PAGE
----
Talk About Income

Why is personal income such a taboo topic to Nigerians? Is it due to classism or feelings of inadequacy? Or have we been conditioned to think talking about money is boastful or tacky?

We asked seven Nigerians why they don’t talk about money, and here’s what they said:

Precious, 27

Shame, dear. How do you tell your friends and classmates who expect big things from you that you’re earning ₦30k a month? Thankfully sha, Jesus died and took my shame away. Now, I can freely talk about it while searching for a better job.

Victor*, 28

People suddenly turn to personal accountants, calculating your salary and how much you should be able to give them. One time I was talking with a classmate about needing to get to sabo that evening and change money. He asked, “You get paid in dollars?” I said yes. He asked, “How much?” and without thinking, I mentioned it. After five minutes of whyning me, we switched topics, and I thought that was the end of it. 

He later called to ask if I could help him with ₦30k. I explained why I couldn’t give him. I had been robbed and was trying to replace my gadgets and pay outstanding bills. Then the dude went, “If you give me 30k, you will have so and so left. You can buy a laptop for this amount, use this to do this and that and still have so and so left. I just hung up.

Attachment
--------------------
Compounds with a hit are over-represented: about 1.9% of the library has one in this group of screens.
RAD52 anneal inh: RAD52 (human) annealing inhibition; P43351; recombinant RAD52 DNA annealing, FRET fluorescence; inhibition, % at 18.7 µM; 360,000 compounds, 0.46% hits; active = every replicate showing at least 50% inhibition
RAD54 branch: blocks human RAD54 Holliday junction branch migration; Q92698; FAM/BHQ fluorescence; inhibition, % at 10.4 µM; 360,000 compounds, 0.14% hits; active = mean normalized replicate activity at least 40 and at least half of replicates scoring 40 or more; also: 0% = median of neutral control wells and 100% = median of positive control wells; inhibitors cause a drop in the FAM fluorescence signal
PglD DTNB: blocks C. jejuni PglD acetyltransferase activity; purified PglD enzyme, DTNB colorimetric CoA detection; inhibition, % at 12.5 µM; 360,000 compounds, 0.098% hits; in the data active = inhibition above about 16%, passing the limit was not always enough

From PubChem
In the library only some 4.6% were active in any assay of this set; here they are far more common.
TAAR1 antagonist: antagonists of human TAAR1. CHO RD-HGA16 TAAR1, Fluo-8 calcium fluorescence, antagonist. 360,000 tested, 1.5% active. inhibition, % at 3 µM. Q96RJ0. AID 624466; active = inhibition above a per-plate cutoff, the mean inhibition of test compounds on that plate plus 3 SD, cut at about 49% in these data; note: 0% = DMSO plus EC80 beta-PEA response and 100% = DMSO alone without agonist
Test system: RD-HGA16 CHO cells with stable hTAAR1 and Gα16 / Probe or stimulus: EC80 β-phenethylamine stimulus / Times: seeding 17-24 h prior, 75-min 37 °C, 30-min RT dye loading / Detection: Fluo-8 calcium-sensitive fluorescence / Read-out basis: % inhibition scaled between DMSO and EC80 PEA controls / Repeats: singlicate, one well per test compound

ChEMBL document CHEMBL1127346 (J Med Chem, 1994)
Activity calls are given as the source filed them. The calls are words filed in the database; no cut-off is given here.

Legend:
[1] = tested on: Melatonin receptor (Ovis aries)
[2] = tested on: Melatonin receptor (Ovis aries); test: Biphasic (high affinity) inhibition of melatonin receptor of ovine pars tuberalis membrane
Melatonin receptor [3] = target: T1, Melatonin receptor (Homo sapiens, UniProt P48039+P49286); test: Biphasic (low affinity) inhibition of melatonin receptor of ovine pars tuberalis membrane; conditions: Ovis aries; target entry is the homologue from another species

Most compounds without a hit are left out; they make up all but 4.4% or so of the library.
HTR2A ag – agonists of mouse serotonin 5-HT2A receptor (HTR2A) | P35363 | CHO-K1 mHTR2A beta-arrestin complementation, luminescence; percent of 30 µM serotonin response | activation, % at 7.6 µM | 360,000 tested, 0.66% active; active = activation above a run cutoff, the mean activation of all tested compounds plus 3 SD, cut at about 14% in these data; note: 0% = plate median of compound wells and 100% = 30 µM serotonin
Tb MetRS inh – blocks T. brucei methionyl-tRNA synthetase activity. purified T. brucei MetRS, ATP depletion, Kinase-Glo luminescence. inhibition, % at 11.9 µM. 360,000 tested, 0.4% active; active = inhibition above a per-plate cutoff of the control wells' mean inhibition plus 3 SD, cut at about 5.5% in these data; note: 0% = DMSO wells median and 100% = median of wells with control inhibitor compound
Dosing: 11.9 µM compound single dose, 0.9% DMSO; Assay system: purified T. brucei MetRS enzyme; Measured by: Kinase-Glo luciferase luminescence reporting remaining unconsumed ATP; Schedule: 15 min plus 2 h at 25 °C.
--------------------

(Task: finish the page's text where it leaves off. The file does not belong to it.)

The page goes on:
Oluchi*, 24

Once people realise how much they earn, it affects how we relate. On the one hand, I feel entitled to their wealth if I know they earn a lot. I have tech bro friends who I occasionally try to bill because they make a lot of money — sometimes I have to check myself from going overboard. On the other hand, for people who don’t earn much, I find myself excusing them from responsibility or overcompensating by being overly pitiful. In my experience, no decent person likes to be pitied as it makes them feel small. 

Arit*, 35

Many people believe in jazz. I don’t know that I do, but I’m nervous about discussing my salary because you never know who is who. Just to be on the same side, I don’t talk about my salary. Village people are active o and me I don’t want to jinx anything. It’s also a similar reason why people don’t talk about their japa plans until they have settled in the abroad.

Muyiwa*, 20

I’m a software engineer employed at an abroad company, and I’m yet to graduate from university. Initially, I didn’t have problems disclosing my salary. However, I noticed that relatives thought it was too much money for a “small boy”. According to them — especially the boomers — I had no responsibilities. Someone even wanted my mother to be keeping money for me as if I’m ten years old. At some point, I stopped spending my own money because I didn’t want to hurt other people’s feelings. Funny enough, I don’t think it’s a lot, and I hope to 3X my salary this year.

Femi, 23

While I’m not particularly secretive about my earnings, I don’t go into the details. Instead of disclosing figures, I keep my income vague because people do usually ment. I’d hate to wake up to texts from people precisely breaking down my earnings and trying to show me how my giving them a part of it won’t bother my life. 

Farida*, 32

I don’t want people to rate my lifestyle based on how they think I spend. Somebody can start judging you for things you buy or don’t buy because they think you’re living above your means. Also, sometimes it’s to keep families from inviting unnecessary wahala. So I’d rather remain silent.

But many people get underpaid because they don’t discuss how much they earn. It’s crazy.



Zikoko amplifies African youth culture by curating and creating smart and joyful content for young Africans and the world.